A PR manager in the United States is earning on average $123,360 per year, which is almost twice as much compared to the $66,540 a PR specialist (non-manager) is making.


The pay gap between PR managers and PR professionals has virtually exploded over the past 17 years. Back in 1999, a PR manager was expected to earn 40% more than their subordinates, while in 2016 a PR manager was paid on average 85% more than their subordinates.

Wage Growth for PR Professionals Has Seen Almost Zero Growth in Recent Years

A PR specialist in the US is paid on average $32 per hour or $66,540 per year, according to the most recent data made available by the Bureau of Labor Statistics. PR specialists have seen their wages rise by 1.53% per year on average for the past nine years, but the increase has only been marginally higher than the inflation for the same period. When adjusted for inflation, wages for PR specialists have increased by a dismal 0.09% per year over the past nine years.

Entry-level jobs in PR have been the hardest affected by the financial crisis. Salaries for graduates and junior specialists, represented by those in the 10% and 25% income percentile, have seen a very modest increase from 2008. When adjusted for inflation, real incomes have actually fallen as inflation has increased at a higher pace than salaries have.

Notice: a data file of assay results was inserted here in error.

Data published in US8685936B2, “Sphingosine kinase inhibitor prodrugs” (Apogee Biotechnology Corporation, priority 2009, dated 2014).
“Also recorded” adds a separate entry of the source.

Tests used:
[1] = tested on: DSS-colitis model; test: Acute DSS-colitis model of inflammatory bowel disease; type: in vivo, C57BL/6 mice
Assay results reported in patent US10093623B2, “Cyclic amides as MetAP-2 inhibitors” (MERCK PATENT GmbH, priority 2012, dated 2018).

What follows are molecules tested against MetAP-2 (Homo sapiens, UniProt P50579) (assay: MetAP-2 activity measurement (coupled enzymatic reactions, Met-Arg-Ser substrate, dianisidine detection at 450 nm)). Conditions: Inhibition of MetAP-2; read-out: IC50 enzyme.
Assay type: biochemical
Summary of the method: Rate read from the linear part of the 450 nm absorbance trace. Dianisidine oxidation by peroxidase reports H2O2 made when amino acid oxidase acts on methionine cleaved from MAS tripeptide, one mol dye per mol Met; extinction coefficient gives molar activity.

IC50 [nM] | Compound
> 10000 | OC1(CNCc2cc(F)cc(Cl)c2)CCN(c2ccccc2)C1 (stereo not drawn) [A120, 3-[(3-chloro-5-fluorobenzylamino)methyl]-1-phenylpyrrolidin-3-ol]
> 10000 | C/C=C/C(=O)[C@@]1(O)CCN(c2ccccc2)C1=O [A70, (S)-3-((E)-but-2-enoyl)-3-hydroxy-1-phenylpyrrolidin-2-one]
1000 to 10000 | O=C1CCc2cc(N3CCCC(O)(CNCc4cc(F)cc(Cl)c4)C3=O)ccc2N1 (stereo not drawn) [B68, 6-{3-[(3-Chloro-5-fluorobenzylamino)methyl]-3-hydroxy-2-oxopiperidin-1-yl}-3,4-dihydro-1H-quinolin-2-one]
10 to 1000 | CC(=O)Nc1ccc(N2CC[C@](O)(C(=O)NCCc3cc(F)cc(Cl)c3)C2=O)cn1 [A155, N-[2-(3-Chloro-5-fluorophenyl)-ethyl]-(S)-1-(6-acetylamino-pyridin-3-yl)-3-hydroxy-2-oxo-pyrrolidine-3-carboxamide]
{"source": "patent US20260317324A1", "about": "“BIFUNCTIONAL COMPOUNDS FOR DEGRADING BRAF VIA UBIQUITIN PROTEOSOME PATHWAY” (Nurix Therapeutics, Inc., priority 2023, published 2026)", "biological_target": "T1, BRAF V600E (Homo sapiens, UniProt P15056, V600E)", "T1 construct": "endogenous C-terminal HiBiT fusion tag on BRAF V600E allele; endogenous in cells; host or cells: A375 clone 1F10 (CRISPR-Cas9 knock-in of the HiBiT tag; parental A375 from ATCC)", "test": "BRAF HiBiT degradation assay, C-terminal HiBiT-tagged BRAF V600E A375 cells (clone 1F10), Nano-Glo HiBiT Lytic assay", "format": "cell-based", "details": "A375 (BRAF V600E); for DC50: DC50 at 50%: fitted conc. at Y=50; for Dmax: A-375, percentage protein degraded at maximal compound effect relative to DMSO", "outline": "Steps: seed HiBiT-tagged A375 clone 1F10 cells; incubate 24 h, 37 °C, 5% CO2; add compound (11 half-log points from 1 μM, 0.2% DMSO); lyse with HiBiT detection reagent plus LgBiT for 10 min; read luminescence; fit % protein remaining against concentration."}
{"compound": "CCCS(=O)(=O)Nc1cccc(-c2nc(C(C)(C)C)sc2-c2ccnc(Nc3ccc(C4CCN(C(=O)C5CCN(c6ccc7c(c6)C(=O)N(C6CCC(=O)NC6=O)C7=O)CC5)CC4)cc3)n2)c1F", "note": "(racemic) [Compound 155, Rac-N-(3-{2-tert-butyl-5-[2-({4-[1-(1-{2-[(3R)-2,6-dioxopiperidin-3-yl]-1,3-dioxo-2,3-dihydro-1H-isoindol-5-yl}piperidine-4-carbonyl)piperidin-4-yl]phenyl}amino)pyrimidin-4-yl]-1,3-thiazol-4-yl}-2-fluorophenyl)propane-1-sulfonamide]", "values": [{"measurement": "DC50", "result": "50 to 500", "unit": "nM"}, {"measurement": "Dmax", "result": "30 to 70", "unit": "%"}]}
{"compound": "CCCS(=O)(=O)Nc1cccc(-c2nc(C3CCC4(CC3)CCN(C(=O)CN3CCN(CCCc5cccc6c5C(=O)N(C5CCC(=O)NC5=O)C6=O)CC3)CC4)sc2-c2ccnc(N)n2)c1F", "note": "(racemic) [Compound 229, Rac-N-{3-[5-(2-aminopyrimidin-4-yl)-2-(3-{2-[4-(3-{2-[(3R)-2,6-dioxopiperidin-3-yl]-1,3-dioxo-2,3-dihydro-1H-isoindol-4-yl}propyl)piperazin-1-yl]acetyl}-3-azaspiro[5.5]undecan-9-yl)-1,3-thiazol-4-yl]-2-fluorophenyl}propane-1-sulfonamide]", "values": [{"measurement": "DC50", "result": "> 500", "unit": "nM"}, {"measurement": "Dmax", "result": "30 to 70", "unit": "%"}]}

PR specialists are not paid evenly across the country and data from the Bureau of Labor Statistics shows wide geographic differences in pay level. Earning on average over $94,000, a PR specialist from the Bay Area (e.g., San Francisco, San Jose) is paid twice as much as one from Oklahoma City, OK or Pittsburg, PA. High salaries in the PR industry are not confined to the Bay Area.

If you work in PR, you are better off working in cities/area such New York, Washington D.C., Orange County, CA, North Jersey, or Providence, RI. However, many of these high-paying areas also command notoriously high living costs. When adjusted for local living expenses, it is PR specialists from Providence, RI, Sacramento, CA and Detroit, MI who are earning the highest wages compared to the local living wage.

Love it? Stay on top of the latest articles: